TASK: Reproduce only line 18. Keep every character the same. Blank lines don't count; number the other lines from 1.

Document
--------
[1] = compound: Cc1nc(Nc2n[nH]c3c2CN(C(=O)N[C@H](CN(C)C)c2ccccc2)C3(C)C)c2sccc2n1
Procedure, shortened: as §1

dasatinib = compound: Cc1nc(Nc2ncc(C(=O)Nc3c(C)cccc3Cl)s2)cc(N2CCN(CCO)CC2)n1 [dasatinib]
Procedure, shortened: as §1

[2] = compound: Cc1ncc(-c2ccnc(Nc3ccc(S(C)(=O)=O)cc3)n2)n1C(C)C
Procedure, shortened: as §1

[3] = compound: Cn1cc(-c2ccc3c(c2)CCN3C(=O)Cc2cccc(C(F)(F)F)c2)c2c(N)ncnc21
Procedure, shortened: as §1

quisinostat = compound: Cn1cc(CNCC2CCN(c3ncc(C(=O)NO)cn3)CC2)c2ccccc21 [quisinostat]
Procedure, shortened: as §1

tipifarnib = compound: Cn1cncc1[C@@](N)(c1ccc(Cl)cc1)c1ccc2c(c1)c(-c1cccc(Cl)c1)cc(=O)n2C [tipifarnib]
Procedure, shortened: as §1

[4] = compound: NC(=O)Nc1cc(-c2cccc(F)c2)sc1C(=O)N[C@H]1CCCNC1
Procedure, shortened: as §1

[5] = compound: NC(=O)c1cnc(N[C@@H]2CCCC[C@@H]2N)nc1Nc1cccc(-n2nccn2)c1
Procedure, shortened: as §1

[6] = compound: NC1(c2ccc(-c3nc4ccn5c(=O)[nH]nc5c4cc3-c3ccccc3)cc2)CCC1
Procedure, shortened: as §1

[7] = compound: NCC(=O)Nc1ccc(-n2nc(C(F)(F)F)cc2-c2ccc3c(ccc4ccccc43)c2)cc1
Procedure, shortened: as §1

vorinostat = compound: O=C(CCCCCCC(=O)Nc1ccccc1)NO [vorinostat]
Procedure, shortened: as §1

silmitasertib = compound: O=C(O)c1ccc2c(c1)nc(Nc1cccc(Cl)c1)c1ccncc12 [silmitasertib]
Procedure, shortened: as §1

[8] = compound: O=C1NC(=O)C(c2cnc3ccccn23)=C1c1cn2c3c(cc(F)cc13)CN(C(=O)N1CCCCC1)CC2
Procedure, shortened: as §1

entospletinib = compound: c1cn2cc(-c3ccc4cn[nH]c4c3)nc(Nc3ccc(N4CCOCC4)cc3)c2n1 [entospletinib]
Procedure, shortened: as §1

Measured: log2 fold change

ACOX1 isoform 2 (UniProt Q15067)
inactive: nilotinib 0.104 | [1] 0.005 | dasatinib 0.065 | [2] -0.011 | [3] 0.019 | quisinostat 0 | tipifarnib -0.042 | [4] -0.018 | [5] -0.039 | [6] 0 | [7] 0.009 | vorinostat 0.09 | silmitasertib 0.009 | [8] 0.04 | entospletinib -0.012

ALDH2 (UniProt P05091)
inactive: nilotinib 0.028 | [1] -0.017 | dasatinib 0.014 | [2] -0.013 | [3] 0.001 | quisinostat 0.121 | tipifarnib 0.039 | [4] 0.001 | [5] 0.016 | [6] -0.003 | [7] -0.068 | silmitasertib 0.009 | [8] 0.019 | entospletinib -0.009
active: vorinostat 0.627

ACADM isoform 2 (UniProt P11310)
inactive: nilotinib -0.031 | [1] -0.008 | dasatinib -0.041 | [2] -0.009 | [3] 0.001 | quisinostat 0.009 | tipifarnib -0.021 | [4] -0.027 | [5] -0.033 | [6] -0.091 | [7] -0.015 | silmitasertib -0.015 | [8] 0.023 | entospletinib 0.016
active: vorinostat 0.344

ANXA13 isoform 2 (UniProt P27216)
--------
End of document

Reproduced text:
Procedure, shortened: as §1